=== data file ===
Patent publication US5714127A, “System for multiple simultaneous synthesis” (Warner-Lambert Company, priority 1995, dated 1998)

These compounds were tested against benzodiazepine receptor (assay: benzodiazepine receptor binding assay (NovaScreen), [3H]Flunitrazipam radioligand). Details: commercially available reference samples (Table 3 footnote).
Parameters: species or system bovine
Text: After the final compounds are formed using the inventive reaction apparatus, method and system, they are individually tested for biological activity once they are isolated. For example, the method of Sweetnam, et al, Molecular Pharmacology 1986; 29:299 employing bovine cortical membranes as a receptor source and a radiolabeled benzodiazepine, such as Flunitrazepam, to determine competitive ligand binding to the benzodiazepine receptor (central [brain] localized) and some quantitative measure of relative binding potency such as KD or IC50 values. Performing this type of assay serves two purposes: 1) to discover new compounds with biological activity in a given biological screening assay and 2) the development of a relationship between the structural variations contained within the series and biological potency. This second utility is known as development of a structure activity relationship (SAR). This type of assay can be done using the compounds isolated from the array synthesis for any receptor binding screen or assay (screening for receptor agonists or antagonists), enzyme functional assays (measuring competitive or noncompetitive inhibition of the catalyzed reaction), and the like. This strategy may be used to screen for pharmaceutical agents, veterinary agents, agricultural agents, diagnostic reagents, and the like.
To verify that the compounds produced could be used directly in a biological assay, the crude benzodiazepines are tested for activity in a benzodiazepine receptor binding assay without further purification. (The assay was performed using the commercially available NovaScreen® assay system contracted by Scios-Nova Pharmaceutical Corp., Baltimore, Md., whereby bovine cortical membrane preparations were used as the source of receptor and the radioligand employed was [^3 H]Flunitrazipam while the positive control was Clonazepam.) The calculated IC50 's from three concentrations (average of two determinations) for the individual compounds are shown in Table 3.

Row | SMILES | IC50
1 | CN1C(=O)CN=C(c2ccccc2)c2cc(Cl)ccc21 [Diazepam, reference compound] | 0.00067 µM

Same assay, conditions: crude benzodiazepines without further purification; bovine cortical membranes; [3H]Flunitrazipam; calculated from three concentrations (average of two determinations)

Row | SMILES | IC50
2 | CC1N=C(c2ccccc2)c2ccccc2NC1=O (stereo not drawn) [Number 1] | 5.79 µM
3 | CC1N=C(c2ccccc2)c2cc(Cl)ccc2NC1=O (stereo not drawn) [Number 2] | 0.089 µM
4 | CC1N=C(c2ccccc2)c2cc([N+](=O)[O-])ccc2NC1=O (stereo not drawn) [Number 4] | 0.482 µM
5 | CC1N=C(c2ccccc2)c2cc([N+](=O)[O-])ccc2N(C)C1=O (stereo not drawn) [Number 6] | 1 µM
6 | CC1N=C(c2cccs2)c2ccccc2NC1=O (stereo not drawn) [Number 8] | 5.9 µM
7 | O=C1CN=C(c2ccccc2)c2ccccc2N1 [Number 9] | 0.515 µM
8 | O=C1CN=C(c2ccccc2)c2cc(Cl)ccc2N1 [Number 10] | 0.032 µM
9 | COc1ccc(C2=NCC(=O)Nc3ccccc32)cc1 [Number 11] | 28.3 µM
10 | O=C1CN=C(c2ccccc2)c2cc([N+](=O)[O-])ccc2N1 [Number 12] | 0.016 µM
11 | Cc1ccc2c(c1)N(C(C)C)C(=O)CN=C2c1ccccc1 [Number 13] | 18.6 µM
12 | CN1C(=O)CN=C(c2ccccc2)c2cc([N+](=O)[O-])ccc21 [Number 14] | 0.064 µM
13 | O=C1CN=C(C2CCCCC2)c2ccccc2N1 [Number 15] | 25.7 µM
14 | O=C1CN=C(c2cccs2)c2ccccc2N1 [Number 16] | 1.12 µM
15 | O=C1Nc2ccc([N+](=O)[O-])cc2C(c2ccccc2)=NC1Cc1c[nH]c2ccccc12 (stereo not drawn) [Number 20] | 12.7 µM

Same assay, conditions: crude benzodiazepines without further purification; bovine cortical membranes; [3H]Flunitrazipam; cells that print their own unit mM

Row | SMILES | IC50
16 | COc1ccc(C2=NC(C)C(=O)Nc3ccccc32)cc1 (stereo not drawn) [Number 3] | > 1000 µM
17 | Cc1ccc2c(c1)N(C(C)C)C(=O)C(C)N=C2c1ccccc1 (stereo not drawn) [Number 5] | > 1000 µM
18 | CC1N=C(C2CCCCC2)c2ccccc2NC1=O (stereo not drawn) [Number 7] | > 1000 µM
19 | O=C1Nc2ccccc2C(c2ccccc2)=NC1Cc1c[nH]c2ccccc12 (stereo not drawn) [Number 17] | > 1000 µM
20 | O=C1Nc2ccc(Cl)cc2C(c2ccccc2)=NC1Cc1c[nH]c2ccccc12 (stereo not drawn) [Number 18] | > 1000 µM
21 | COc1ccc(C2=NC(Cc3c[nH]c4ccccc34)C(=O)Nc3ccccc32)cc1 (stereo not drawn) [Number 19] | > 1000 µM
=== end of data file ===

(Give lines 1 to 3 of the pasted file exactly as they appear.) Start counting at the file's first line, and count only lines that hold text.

Patent publication US5714127A, “System for multiple simultaneous synthesis” (Warner-Lambert Company, priority 1995, dated 1998)

These compounds were tested against benzodiazepine receptor (assay: benzodiazepine receptor binding assay (NovaScreen), [3H]Flunitrazipam radioligand). Details: commercially available reference samples (Table 3 footnote).
Parameters: species or system bovine